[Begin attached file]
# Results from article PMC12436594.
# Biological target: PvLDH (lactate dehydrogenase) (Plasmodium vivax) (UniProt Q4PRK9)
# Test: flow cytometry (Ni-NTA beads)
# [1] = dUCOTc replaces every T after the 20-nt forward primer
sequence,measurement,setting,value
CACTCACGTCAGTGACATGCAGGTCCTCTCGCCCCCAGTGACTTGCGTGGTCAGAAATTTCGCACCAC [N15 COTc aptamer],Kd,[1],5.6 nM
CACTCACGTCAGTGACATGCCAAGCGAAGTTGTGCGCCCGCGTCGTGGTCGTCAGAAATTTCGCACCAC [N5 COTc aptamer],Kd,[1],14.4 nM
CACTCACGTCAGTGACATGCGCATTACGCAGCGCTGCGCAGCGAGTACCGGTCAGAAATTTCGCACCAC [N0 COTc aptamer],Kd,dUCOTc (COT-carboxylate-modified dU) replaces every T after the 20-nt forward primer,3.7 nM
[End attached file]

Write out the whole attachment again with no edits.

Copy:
# Results from article PMC12436594.
# Biological target: PvLDH (lactate dehydrogenase) (Plasmodium vivax) (UniProt Q4PRK9)
# Test: flow cytometry (Ni-NTA beads)
# [1] = dUCOTc replaces every T after the 20-nt forward primer
sequence,measurement,setting,value
CACTCACGTCAGTGACATGCAGGTCCTCTCGCCCCCAGTGACTTGCGTGGTCAGAAATTTCGCACCAC [N15 COTc aptamer],Kd,[1],5.6 nM
CACTCACGTCAGTGACATGCCAAGCGAAGTTGTGCGCCCGCGTCGTGGTCGTCAGAAATTTCGCACCAC [N5 COTc aptamer],Kd,[1],14.4 nM
CACTCACGTCAGTGACATGCGCATTACGCAGCGCTGCGCAGCGAGTACCGGTCAGAAATTTCGCACCAC [N0 COTc aptamer],Kd,dUCOTc (COT-carboxylate-modified dU) replaces every T after the 20-nt forward primer,3.7 nM